No workplace should contain harassment or discrimination. However, it still can and does happen. Title VII of the Civil Rights Act of 1964 guarantees you that your employer isn’t allowed to harass you. They are also not allowed to discriminate based on any factor, such as religion, nationality, sex (now including sexual orientation), race, sex, or color. Certain areas have also established additional guidelines. It is useful for employees working in Northern Virginia to also be aware of Employment Discrimination Laws in Northern Virginia.
Harassment and Discrimination in the Workplace
Additional workplace legal protections have been created by congress since the Civil Rights Act. The Americans with Disabilities Act (ADA) protects individuals from being a target of discrimination as a result of a disability. The Age Discrimination in Employment Act aims to protect individuals 40 and older from facing discrimination based on their age.
From this decade, the Genetic Information Nondiscrimination Act of 2008 is designed to prevent people from facing discrimination on health insurance or employment as a result of their genetic information. The Lilly Ledbetter Fair Pay Act extended women’s rights to pursue claims in order to receive compensation from gender based discrimination at work.
Title VII of the Civil Rights Act and the other laws mentioned are subject to two important limitations of claims:
a) Employee Pool
These employment laws are only valid for employers who have 15 or more employees and cover employment for non-profits, the federal, state and local governments, the private sector, and some other organizational structures.
Harassment and discrimination claims must be reported within 180 calendar days to the authorities. You’ll want to consult an employment lawyer in Alexandria, VA as soon as you want to move forward with a claim so that the statute of limitations does not expire while you seek legal solutions.
Your Legal Protections
Workplace discrimination laws are designed to protect you from adverse employment actions based on the previously mentioned discriminatory factors.
Adverse employment actions could be refusals to promote, extremely unfair performance reviews, refusals to hire, suspensions, demotions, and other actions where it could be argued that an employee was treated in with harassment or discrimination. Even if you made an attempt to help a coworker following discrimination against them, you are also covered by the above legal protections.
Damages and Remedies
To make more sense of the legal options available to you to pursue and the remedies you may be due, consult with The Brown Firm to effectively get things moving forward.
1. Back Pay
Back pay is the most common form of legal relief individuals receive after facing discrimination. Back pay is the amount of lost income suffered as a result of an adverse employment action such as a wrongful termination.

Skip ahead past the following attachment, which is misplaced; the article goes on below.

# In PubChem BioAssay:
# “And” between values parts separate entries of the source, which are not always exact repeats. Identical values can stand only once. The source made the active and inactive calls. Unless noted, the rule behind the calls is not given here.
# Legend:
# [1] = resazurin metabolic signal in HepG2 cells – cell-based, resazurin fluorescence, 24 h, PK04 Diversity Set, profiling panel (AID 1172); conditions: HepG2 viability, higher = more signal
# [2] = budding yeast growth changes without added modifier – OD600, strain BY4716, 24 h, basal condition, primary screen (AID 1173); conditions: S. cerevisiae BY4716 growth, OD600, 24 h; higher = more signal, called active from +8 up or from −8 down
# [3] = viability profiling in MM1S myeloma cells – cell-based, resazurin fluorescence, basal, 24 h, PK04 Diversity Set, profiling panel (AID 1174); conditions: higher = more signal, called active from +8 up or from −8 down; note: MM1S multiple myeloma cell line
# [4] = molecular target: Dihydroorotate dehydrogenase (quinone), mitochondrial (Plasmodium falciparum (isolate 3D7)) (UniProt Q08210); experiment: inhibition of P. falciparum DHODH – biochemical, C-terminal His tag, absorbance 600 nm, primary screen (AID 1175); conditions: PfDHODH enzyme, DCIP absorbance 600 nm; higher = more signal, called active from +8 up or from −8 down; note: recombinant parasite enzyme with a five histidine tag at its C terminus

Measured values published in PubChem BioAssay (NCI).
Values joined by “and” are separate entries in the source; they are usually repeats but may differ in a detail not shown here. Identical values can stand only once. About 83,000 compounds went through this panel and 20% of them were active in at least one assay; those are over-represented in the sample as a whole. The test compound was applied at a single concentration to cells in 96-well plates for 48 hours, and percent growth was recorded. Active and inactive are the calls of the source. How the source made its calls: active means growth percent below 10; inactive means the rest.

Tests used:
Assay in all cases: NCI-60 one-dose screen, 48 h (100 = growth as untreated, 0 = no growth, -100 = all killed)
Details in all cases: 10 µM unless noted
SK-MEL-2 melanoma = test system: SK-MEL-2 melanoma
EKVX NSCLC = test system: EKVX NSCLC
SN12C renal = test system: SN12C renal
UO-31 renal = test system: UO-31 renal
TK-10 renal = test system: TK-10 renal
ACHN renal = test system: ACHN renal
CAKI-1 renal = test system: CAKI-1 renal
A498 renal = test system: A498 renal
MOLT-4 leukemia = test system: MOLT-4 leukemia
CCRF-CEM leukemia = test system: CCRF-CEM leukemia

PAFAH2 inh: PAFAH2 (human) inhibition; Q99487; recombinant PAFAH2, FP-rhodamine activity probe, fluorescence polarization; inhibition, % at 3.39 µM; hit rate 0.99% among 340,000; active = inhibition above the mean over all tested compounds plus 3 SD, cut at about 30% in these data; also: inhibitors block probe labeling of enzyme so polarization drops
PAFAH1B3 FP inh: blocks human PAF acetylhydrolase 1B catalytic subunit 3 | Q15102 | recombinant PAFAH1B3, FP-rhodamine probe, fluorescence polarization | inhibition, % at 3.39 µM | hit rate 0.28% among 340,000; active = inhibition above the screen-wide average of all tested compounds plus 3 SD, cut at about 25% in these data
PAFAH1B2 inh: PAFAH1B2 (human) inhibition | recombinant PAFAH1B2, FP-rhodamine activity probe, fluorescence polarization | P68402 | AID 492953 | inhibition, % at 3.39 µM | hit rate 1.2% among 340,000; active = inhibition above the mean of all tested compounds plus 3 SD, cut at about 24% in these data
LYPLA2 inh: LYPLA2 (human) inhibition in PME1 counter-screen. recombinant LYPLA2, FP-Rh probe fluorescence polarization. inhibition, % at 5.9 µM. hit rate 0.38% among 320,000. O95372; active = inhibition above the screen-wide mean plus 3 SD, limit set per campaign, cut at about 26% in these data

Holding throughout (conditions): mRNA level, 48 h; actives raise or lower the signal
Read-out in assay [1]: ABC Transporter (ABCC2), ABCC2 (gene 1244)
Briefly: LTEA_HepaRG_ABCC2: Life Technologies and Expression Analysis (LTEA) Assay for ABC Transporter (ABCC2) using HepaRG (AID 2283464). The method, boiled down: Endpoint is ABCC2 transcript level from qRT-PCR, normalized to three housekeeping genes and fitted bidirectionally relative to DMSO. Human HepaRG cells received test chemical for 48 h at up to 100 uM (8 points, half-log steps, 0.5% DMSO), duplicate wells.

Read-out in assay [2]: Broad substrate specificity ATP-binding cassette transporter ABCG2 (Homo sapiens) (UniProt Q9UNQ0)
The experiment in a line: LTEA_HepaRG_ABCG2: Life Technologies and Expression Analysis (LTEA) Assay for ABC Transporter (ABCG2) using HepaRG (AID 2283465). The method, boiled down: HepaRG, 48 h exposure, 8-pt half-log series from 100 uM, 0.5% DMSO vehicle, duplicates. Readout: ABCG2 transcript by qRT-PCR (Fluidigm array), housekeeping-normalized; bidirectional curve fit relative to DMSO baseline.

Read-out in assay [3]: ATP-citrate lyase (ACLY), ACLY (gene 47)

An adverse action such as not promoting an employee because of a discriminating factor could include restitution of difference between your current pay level and what the raise would have afforded you. The court could even consider compensating you for bonuses and other non-wage compensation benefits you missed out on that were otherwise entitled to you.
2) Front Pay
Front pay is what’s known as an equitable remedy and is part of the “make whole” relief that victims of employment discrimination can receive. This “make whole” relief is all of the necessary actions that would make the victim ‘whole’ for the suffered discrimination.
Front pay attempts to place an individual as close as can be to the situation they would have maintained if it weren’t for a discriminatory adverse employment action. The courts can order your reinstatement if you lost your job, but until your reinstatement, front pay can also cover what you normally would have been compensated if you held your job the whole time.
3) Punitive Damages
Punitive damages are designed to reform or deter an employer from continuing an action which caused the basis of the lawsuit against them. You can receive punitive damages if you employer is found guilty of violating an employment law with ‘egregious’ indifference to your rights in hopes they do not repeat their mistake.
- You may have access to other types of relief, not limited to relief for emotional distress, medical expenses, or compensatory damages.
- Your attorney’s fees could also be compensated by your employer as a part of the relief deal or settlement you have reached if your case goes to trial.
Contact The Brown Firm PLLC for a Free Consultation!
The Brown Firm PLLC’s employment lawyers serving Alexandria, VA can litigate all manner of employment law. We have experience successfully representing clients in all manners of employment disputes in local, state, and federal courts. For more information on how an employment lawyer can help you protect and enforce your rights or help you file a claim, please call or send us a message us online today and set up a legal consultation free of charge.